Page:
New Delhi, Apr 11 (UNI) As the revenue of publicly-traded biotechnology firms surpassed 60 billion dollars, India and China continue to rule the global markets due to low drug manufacturing costs and increased access to markets, an Ernst&Young study said here today.
''India and China continued to attract attention and deals, motivated by the desire to increase access to these large and growing drug markets, and lower the costs of drug development,'' the 20th anniversary edition of Beyond Borders: The Global Biotechnology Report 2006 said.
According to the report, the number of deals in vaccines was energised by concerns around the avian flu, SARS, and biodefence products, while looming patent expirations led to increased deals in the generics segment.
With India becoming a signatory to the Patents Law, more and more domestic and international companies, most of who have set up their base in the country, are eagerly conducting research and development activities in the country, leading to global initiatives in front-end technologies.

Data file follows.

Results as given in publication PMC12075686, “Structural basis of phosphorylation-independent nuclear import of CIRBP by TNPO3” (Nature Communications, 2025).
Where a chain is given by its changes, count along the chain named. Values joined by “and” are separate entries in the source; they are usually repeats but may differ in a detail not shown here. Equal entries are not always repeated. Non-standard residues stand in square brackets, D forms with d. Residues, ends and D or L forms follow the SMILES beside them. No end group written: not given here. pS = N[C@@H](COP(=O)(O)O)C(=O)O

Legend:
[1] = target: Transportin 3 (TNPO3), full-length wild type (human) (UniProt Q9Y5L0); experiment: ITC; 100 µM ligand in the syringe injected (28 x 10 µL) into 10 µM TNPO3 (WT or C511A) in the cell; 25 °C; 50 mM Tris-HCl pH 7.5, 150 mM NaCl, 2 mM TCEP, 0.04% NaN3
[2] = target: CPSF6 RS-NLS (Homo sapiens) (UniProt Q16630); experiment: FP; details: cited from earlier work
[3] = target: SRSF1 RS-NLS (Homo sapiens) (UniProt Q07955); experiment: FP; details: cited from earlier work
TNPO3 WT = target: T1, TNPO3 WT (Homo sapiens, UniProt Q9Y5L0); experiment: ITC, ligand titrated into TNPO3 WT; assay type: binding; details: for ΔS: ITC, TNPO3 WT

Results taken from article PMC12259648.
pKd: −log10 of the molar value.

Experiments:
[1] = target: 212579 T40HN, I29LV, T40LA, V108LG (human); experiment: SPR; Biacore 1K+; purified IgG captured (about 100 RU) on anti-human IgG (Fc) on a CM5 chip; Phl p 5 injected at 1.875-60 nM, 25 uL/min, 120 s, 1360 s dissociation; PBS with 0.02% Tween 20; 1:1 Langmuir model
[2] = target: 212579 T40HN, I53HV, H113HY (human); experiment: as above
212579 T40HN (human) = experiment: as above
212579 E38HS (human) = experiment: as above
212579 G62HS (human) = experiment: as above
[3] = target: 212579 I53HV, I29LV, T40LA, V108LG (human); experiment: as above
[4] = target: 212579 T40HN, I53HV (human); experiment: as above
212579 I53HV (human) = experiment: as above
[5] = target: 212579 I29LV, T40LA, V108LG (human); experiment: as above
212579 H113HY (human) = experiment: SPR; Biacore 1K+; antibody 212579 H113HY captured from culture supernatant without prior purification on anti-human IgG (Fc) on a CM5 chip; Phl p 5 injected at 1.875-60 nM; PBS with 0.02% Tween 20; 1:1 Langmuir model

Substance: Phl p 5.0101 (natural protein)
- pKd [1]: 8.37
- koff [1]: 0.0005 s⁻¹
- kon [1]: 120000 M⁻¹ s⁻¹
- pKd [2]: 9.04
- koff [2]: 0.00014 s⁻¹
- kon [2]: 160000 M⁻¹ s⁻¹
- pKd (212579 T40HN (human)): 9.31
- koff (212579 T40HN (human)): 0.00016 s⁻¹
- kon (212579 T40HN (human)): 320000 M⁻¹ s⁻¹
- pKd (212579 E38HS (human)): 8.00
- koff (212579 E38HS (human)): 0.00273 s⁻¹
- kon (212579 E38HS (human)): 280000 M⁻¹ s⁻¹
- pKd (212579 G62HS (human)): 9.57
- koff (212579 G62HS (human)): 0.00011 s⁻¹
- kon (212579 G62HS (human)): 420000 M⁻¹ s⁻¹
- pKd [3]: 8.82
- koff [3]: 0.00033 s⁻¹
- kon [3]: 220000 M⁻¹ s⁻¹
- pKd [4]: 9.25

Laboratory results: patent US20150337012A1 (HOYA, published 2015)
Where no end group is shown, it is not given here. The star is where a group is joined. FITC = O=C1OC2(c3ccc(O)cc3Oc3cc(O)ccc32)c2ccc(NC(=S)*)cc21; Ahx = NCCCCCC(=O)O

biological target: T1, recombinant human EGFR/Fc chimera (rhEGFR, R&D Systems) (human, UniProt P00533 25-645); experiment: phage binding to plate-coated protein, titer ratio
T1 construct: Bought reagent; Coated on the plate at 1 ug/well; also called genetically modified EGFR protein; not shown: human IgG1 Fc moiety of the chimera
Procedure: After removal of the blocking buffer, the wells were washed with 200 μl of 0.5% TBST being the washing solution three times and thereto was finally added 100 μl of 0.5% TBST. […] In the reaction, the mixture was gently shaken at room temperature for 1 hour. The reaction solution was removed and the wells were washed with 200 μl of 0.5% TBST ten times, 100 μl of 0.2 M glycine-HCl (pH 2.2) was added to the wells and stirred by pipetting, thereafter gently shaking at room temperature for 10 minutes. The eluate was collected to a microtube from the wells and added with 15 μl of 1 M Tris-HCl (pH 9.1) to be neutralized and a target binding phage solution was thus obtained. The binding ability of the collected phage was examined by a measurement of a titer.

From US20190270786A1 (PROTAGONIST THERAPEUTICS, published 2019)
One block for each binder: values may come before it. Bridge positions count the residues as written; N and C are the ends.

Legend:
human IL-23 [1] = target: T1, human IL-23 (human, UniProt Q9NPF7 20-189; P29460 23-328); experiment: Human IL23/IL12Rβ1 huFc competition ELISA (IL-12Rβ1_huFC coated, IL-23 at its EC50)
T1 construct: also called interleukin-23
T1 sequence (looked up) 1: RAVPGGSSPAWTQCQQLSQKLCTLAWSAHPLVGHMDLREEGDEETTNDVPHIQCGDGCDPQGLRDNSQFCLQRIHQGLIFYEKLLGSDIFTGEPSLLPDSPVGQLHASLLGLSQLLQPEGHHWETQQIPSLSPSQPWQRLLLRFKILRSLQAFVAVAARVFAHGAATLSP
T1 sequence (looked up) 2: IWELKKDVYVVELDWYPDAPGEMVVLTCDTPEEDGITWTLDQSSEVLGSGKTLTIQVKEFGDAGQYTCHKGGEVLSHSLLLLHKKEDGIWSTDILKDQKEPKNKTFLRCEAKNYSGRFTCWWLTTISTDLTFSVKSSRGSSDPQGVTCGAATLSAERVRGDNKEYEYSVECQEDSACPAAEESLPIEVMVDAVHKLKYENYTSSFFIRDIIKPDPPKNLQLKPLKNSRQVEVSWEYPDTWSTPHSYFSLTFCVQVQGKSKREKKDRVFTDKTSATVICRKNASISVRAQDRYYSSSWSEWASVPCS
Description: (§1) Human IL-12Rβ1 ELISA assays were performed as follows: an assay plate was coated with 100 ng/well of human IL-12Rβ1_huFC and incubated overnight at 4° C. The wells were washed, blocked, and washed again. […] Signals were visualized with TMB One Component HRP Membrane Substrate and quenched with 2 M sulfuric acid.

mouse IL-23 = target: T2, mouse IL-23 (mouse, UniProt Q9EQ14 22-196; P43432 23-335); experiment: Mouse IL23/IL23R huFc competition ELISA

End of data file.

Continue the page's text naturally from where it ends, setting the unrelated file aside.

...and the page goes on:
''India was among the 10 nations that co-operated in a project to sequence the rice genome, successfully completed in 2005,'' it said.
Reflecting growing investor confidence in the sector, the companies are successfully tapping invetments from investors apart from international organisations like the World Bank.
However, changing of regulatory and policy structure adds to the complexity of valuing companies.
"Seed capital to fund startups will be critical for the growth of India's biotech sector and government incentives or initiatives to spur seed capital hold the key to investments in this sector," said the company's Industry Leader-Health Sciences Utkarsh Palnitkar.
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